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This semester, Divest Harvard and Democracy Matters teamed up to investigate Harvard’s fossil fuel investments. The Intergovernmental Panel on Climate Change estimates that around $100 billion dollars need to be divested from fossil fuel extraction each year for the next twenty years to meet climate goals. Yet Harvard refuses to draw down its fossil fuel investments and is even making new private equity investments in oil and gas exploration and extraction. This led us to wonder: Exactly what is Harvard investing in?
To investigate, we looked into Harvard’s Security and Exchange Commission filings, which are available to the public. Although these reveal only about 3% of Harvard investments, they provide a window into the fossil fuel companies Harvard invests in.
One area we focused on was fracking (short for “hydraulic fracturing”), a process in which high-pressure (and toxic) fluids are pumped underground to break apart rocks holding oil and gas. Recent peer-reviewed research has indicated that the process can contaminate groundwater used for drinking with toxic chemicals and can release large amounts of methane, a potent greenhouse gas, into the atmosphere.
So what do Harvard’s fracking investments look like? Since 2014, Harvard has invested in at least nineteen companies in the fracking sector, including production companies (Anadarko, Athlon Energy, Atlas Energy, Atlas Resource Partners, Concho Resources, EOG Resources, Hess Corp., Marathon Oil, Pioneer Natural Resources, Range Resources, Viper Energy Partners, and WPX Energy), equipment and operations companies (Baker Hughes, Cameron International Corp., and Dresser-Rand), and pipeline and export companies (Cheniere Energy, Energy Transfer Partners, Kinder Morgan, and Williams Companies, Inc.) Harvard’s disclosed investments in fracking peaked in 2014, when it reported that $346 million—or 30% of all reported investments—were devoted to these companies. For comparison, that’s about seventeen times the size of Harvard’s entire $20 million Climate Change Solutions Fund.
Many of these companies have less-than-responsible track records. Take Range Resources, in which Harvard invested about $2 million in 2014 and 2015. The company has been found responsible for over 200 legal violations in Pennsylvania alone. An investigation by the New York Times in 2011 found widespread evidence of poisoning of local residents by the company’s fracking chemicals. The company has a history of strong-arming communities in order to push for favorable drilling policies, and in litigation, the company has imposed lifelong gag orders on affected individuals, including on children, barring them from speaking about the fracking industry for the rest of their lives.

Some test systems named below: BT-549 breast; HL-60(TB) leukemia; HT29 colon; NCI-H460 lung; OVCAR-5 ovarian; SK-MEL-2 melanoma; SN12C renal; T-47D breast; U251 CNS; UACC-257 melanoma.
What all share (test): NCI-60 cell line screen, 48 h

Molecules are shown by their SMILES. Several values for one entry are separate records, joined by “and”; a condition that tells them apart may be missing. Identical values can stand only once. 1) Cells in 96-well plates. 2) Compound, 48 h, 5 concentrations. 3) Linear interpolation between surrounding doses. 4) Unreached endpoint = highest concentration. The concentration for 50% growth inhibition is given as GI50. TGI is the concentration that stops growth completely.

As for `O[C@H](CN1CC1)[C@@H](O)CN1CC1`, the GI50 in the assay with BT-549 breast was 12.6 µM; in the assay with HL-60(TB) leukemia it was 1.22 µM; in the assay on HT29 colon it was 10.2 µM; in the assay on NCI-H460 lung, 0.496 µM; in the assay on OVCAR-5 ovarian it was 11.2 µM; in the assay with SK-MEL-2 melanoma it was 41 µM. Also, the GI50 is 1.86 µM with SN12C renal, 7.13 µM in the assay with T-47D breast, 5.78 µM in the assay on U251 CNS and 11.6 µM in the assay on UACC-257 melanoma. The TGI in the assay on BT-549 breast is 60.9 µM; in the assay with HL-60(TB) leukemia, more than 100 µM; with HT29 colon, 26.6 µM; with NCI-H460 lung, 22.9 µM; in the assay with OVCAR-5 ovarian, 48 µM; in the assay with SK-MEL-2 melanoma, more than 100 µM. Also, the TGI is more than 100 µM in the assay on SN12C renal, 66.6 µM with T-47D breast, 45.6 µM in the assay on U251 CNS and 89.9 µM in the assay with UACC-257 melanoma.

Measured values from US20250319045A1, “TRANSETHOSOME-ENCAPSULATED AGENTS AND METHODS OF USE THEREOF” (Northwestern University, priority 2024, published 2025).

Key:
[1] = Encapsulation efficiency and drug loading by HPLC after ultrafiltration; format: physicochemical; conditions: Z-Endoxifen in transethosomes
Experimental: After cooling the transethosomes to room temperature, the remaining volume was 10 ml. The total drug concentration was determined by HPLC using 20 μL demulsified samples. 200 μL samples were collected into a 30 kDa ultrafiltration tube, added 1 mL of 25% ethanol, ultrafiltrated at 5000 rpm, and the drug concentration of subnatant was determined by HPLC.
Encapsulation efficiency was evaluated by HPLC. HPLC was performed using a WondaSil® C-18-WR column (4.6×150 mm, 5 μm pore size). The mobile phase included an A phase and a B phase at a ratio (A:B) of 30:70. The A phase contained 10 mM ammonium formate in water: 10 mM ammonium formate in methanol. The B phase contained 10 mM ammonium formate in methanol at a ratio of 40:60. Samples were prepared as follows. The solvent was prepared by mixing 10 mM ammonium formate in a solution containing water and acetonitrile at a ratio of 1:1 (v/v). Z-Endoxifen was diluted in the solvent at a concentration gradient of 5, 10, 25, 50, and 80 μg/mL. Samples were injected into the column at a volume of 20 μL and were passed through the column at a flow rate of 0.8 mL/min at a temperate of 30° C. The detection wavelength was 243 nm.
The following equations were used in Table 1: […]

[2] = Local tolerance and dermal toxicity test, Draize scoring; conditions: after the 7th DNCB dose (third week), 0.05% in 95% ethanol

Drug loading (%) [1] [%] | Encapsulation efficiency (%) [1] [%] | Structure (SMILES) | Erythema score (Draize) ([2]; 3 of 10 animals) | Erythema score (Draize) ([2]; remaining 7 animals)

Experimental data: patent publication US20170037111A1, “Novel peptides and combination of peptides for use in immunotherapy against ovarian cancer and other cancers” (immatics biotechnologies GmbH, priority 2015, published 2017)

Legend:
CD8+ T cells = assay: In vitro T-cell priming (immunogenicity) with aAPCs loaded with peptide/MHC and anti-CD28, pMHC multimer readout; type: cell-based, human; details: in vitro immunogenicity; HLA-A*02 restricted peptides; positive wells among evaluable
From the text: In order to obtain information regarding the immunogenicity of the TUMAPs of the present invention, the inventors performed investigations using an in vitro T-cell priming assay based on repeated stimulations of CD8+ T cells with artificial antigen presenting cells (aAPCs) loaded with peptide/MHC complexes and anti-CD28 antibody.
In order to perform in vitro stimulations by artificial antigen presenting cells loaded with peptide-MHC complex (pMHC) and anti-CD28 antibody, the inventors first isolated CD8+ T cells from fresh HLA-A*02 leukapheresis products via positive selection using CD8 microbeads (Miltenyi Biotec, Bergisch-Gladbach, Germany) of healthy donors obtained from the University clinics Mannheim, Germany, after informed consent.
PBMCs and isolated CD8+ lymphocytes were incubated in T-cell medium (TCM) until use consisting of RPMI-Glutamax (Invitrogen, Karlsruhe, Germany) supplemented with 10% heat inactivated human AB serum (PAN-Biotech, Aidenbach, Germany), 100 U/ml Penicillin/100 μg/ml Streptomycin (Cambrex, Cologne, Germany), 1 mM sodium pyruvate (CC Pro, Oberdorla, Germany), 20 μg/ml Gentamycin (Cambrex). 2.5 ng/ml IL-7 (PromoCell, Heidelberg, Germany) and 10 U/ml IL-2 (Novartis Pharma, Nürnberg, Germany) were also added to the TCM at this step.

The company also makes a concerted effort to buy favor from politicians. It has its own Political Action Committee, the Range Resources Energy PAC, which gives money to politicians in Pennsylvania, where it operates. This mirrors a larger trend from the oil and gas industry of using political donations to influence policy.
Range Resources is not alone in its history of legal violations. A 2015 report by the Natural Resources Defense Council lists three other companies Harvard has invested in—Anadarko, Pioneer, and WPX—as top violators.
Harvard reports only about 3% of its investments to the SEC. If the rest of the endowment is weighted even remotely similarly to the portion made publicly available, then Harvard may have invested billions of dollars in fracking in the past two years (which would be hundreds of times greater than the size of Harvard’s Climate Change Solutions Fund). And this does not include Harvard’s other fossil fuel investments, like coal, non-fracked oil and gas, pipelines, and oilfield services.
For climate, as anything else, education is important. We know about the climate-related research Harvard supports through its facilities and staff. But it is also important to know about Harvard’s own role in polluting activities. Our investigation of Harvard’s investments in fossil fuels, including fracking, provides a small window into those activities. There are hundreds of millions of dollars in fossil fuels we can see—and potentially billions that remain hidden.
Benjamin A. Franta is a PhD Candidate in Applied Physics at the Harvard School of Engineering and Applied Sciences and a Research Fellow at the Belfer Center for Science and International Affairs at the Harvard Kennedy School of Government.
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